Adams Papers

To John Adams from Thomas Law, 27 February 1797

Philadelphia Feby 27th 1797


In my letter of this morning I Introduced the most difficult article of the proposed National code, that I might at once meet the most powerfull objections—And as you approve of the plan at the first glance I will proceed—I am convinced that the irresistible force of truth must ultimately cause an adoption of every general principle—first, by the subscription of those States who will benefit by it—& secondly of those who will rejoice at a mode of attaining concurrence on disputed points which caused war and taxation and ultimately the subversion of empires—and thirdly by those who have deferred reply till the voice of reason, the wishes of their subjects, the approbation of the majority of Potentates, and the shame of silence or evasion compel to a reluctant acquiescence—

Policy requires that America should begin with the most unalarming Article merely to introduce the precedent, “parva metu primo mox sese attollit in auras”—As a commercial Nation merely she might require each embassador to submit the following to the different Governments—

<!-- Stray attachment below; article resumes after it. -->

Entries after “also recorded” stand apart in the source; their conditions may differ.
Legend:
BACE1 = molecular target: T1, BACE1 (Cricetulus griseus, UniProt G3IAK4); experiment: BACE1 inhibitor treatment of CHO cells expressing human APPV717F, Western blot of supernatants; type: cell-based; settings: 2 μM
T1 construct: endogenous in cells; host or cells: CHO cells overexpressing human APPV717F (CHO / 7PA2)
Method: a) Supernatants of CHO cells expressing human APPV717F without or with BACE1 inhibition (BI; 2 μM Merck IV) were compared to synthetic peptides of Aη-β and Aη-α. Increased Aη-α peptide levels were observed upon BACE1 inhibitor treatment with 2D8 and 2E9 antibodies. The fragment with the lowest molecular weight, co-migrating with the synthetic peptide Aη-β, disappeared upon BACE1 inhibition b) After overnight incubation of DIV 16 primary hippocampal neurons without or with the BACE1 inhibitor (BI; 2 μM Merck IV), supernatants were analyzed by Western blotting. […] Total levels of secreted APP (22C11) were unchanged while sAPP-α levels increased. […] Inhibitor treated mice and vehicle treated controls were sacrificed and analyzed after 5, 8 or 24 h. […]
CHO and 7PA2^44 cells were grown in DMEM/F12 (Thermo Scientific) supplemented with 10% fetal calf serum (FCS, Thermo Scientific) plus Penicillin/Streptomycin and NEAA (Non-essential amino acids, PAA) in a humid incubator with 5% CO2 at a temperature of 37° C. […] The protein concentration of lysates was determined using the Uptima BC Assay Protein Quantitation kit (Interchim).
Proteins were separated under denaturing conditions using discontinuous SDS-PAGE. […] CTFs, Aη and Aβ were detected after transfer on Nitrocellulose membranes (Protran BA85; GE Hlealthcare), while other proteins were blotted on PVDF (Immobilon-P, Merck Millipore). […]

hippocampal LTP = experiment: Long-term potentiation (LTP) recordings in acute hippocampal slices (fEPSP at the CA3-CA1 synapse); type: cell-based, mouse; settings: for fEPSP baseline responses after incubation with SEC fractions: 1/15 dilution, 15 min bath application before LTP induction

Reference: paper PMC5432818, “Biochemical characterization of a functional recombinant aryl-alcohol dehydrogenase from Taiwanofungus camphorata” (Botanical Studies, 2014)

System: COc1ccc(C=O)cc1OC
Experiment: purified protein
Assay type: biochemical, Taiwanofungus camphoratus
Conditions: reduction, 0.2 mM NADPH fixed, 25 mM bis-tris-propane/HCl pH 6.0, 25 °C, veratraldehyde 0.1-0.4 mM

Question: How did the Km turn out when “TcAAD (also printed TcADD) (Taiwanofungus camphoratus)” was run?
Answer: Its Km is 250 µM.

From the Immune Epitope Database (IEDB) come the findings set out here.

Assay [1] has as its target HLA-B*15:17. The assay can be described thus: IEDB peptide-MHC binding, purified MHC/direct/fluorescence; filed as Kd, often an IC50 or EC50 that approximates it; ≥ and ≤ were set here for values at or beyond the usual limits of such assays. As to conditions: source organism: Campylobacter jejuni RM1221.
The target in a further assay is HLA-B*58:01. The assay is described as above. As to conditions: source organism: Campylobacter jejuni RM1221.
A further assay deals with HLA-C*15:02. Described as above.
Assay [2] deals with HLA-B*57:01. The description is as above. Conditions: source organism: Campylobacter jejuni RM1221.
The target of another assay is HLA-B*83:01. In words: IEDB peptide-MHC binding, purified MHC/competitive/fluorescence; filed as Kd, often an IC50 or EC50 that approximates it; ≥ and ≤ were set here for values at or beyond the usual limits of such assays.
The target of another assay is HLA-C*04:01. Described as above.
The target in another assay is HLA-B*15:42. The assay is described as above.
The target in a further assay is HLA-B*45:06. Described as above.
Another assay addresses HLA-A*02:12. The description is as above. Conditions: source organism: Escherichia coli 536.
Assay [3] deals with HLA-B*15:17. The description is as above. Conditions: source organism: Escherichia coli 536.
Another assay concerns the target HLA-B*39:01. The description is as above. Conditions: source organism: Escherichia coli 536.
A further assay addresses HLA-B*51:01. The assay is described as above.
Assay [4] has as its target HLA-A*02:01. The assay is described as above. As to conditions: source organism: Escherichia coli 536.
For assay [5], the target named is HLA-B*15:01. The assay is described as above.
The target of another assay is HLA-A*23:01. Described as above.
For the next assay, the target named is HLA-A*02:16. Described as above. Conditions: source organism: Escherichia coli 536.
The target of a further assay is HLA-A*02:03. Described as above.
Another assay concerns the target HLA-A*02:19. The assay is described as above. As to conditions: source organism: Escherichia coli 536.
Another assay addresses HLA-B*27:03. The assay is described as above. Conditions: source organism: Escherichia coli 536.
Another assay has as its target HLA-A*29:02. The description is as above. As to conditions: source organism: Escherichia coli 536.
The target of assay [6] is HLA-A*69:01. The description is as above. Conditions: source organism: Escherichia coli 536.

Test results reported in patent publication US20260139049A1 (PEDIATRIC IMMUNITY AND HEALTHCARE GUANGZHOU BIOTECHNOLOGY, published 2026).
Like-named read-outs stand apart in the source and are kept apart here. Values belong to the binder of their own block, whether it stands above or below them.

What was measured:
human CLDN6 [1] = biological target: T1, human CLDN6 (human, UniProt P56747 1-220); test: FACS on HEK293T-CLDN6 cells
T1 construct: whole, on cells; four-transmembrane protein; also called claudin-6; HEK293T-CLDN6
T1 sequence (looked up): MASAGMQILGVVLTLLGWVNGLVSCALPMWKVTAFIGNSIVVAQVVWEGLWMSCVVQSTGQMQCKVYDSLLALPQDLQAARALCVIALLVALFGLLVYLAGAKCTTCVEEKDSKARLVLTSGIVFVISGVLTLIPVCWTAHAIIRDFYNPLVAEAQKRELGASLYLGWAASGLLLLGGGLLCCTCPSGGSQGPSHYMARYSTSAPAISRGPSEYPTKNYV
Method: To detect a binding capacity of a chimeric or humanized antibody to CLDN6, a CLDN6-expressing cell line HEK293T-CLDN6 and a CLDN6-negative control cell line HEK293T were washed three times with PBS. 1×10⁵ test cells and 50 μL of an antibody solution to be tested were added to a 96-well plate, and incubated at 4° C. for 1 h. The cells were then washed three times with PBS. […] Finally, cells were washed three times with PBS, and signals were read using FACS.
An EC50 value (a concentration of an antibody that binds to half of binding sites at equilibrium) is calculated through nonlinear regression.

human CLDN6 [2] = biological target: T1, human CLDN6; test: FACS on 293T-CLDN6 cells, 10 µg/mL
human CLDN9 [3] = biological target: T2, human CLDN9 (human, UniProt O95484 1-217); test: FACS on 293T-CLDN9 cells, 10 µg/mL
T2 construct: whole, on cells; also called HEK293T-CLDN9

“Whereas Merchants are liable to suffer great derangement and loss by the sudden alterations of Imports—It is hereby agreed that altho duties are a matter of internal arrangement—yet as they affect their distant <[. . .]> Countries that Previous notice shall be given to all the world of any additional duty to be levied on foreign goods—[] Such a proposition will please the merchants every where and must gratify the Sovereigns, nor do I believe that any will discover the Hercules from this fact—or if they do will they attempt to suppress a self evident equitable principle from the apprehension of subsequent innovations—

This apparently insignificant Article will produce a coalition of Governments—and emancipate them from the disputes of plenipotentiaries—from irritating misinformations—from frivolous ceremonies—from imaginary difficulties, fabricated manoeuvres and all the artificial obstacles to justice and unanimity—

A simple article respecting duties will be received without suspicion in Europe as the Atlantic is a sufficient separation, and it will appear most natural for America to deviate a little from the old mode as she is now experiencing unpleasant effects from a late treaty—and as the President so much respected there has in his last words conveyed an awfull admonition applicable as well to other nations as to his own country—

I remain with much / esteem and respect—

Thomas Law

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